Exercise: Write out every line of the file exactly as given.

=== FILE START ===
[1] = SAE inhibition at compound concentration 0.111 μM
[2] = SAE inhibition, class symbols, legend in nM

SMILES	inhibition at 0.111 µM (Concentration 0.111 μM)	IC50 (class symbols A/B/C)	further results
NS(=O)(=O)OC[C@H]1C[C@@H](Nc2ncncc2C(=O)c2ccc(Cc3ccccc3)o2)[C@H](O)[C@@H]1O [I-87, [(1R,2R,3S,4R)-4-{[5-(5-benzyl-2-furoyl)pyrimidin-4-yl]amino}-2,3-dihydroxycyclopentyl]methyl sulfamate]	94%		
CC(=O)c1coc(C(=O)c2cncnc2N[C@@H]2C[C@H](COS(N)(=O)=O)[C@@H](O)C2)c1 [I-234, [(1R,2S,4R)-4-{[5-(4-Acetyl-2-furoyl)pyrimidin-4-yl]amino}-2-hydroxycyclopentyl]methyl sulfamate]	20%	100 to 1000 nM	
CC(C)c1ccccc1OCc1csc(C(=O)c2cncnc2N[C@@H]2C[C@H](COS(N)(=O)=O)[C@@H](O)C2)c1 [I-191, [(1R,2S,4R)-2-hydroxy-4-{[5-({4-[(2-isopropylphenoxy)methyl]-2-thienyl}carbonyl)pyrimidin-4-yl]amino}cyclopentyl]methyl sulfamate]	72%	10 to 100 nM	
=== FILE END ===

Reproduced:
[1] = SAE inhibition at compound concentration 0.111 μM
[2] = SAE inhibition, class symbols, legend in nM

SMILES	inhibition at 0.111 µM (Concentration 0.111 μM)	IC50 (class symbols A/B/C)	further results
NS(=O)(=O)OC[C@H]1C[C@@H](Nc2ncncc2C(=O)c2ccc(Cc3ccccc3)o2)[C@H](O)[C@@H]1O [I-87, [(1R,2R,3S,4R)-4-{[5-(5-benzyl-2-furoyl)pyrimidin-4-yl]amino}-2,3-dihydroxycyclopentyl]methyl sulfamate]	94%		
CC(=O)c1coc(C(=O)c2cncnc2N[C@@H]2C[C@H](COS(N)(=O)=O)[C@@H](O)C2)c1 [I-234, [(1R,2S,4R)-4-{[5-(4-Acetyl-2-furoyl)pyrimidin-4-yl]amino}-2-hydroxycyclopentyl]methyl sulfamate]	20%	100 to 1000 nM	
CC(C)c1ccccc1OCc1csc(C(=O)c2cncnc2N[C@@H]2C[C@H](COS(N)(=O)=O)[C@@H](O)C2)c1 [I-191, [(1R,2S,4R)-2-hydroxy-4-{[5-({4-[(2-isopropylphenoxy)methyl]-2-thienyl}carbonyl)pyrimidin-4-yl]amino}cyclopentyl]methyl sulfamate]	72%	10 to 100 nM	